There are fewer elderly in intensive care in the Netherlands — why?

It appears that fewer and fewer elderly people are being referred to intensive care. This number can perhaps explain the reason for fewer hospitalizations.

In March more than one in every three patients in the IC was 70 years or older. Now the number is one in every four, according to figures released in Trouw. Furthermore, the largest group of hospitalisations was previously aged between 70 to 75, now it has fallen to between 60-65. Trouw also reports that fewer elderly are hospitalised at all.

But don’t get your hopes up just yet. It doesn’t mean that the elderly are falling ill less often, just that they are being treated at home more, receiving oxygen and medication there. Professor of geriatric medicine, Marcel Olde Rikkert, told Trouw that this is because home treatment is less isolating and more comfortable.

Dutch approach to palliative care

Palliative care is ingrained in Dutch culture. It focuses on improving the quality of life for a person who is suffering from a life-threatening illness. The aim is to decrease suffering and painful symptoms and provide “social, psychological and spiritual support” so that patients do not spend the last few weeks of their life in a hospital hooked up to machines.

READ MORE: The problem with the Dutch mortality rate

The patient has the right to choose this procedure, and the Netherlands is renowned for offering high standards of palliative care to patients. Many elderly patients may choose this approach once diagnosed with life-threatening illnesses, such as coronavirus.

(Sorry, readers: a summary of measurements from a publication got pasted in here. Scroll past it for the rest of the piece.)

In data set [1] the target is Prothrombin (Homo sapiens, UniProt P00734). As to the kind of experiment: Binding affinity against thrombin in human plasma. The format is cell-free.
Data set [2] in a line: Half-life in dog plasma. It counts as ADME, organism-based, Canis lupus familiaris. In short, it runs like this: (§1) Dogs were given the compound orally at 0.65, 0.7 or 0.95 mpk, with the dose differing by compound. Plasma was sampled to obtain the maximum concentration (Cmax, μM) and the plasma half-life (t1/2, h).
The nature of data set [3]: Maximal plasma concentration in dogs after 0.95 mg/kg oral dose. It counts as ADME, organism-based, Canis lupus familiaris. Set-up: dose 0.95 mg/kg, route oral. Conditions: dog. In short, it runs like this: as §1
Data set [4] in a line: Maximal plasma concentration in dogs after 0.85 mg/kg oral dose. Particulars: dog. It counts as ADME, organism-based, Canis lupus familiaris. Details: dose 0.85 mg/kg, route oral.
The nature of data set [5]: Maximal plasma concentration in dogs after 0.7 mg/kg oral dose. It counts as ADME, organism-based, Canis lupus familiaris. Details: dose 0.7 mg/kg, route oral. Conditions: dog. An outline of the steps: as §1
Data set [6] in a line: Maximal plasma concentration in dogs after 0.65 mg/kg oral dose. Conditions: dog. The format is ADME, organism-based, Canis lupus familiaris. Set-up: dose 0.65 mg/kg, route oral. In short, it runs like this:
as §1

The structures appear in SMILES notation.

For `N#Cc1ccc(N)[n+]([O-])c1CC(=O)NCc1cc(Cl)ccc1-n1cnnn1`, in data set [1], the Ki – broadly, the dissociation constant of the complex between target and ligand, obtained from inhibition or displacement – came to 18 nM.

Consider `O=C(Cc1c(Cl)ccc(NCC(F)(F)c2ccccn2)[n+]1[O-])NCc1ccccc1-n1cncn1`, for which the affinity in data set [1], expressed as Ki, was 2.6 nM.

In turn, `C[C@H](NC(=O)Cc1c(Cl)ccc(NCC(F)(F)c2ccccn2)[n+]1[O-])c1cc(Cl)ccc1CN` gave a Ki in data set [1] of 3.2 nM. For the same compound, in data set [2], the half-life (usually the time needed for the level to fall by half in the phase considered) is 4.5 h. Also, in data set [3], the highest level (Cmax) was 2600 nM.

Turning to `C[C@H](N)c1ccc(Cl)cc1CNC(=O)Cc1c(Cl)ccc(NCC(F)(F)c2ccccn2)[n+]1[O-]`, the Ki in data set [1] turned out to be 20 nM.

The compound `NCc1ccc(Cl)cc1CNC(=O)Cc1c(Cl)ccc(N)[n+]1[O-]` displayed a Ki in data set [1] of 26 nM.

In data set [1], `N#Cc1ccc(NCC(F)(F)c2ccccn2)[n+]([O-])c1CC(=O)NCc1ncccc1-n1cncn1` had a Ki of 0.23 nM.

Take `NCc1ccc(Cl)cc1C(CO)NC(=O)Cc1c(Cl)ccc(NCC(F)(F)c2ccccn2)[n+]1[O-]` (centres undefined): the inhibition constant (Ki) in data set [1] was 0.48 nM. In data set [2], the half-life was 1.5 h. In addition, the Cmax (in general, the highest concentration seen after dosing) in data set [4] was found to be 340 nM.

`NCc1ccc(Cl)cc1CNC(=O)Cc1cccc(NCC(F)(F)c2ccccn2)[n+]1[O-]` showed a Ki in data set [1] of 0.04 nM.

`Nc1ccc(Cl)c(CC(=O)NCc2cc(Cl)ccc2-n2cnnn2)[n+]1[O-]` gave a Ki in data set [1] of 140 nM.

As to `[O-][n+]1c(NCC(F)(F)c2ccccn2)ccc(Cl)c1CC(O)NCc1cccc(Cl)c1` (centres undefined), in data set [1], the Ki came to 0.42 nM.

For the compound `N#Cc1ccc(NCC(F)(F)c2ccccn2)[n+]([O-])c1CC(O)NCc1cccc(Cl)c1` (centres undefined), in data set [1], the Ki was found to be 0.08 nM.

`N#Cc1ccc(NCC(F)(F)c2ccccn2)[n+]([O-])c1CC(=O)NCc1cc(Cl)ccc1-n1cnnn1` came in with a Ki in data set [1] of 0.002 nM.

Explaining the number of hospitalisations

Perhaps the fact that elderly are not being admitted to hospital as often helps explain the reason for fewer hospitalisations in the Netherlands.

Since April 9, the number of hospitalisations in the Netherlands has been decreasing, prompting Dutch hospitals to consider whether they’ll soon return to normal levels of care (i.e. the normal ICU capacity).

It is unknown how many deaths among the elderly resulting from coronavirus occur at home, according to RTL Nieuws. This information would make figures on coronavirus more clear and show whether the number of hospitalisations going down signifies a decrease in coronavirus cases. As of now, the elderly are still the most vulnerable group to the virus.

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Feature Image: DutchReview/Canva

Vedika Luthra
Vedika Luthra
Vedika was born in India, raised in Poland and moved to the Netherlands to study. Like her nationality, she’s confused about what she likes most, which is why her bachelor’s degree was in liberal arts and sciences. She enjoys writing about all things food-related but likes to mix it up every now and then.


  1. Thank you so much for this article. Without transparency about hospitalization policies, using the number of COVID-19 patients admitted to the hospital as a measure of how fast the virus is spreading in the Netherlands could easily lead to public misunderstanding, particularly if hospitalization policies are evolving. The data you have cited regarding the average age of COVID-19 patients in the hospital is critical to understanding why hospitalization rates may be falling. Keep up the good work.


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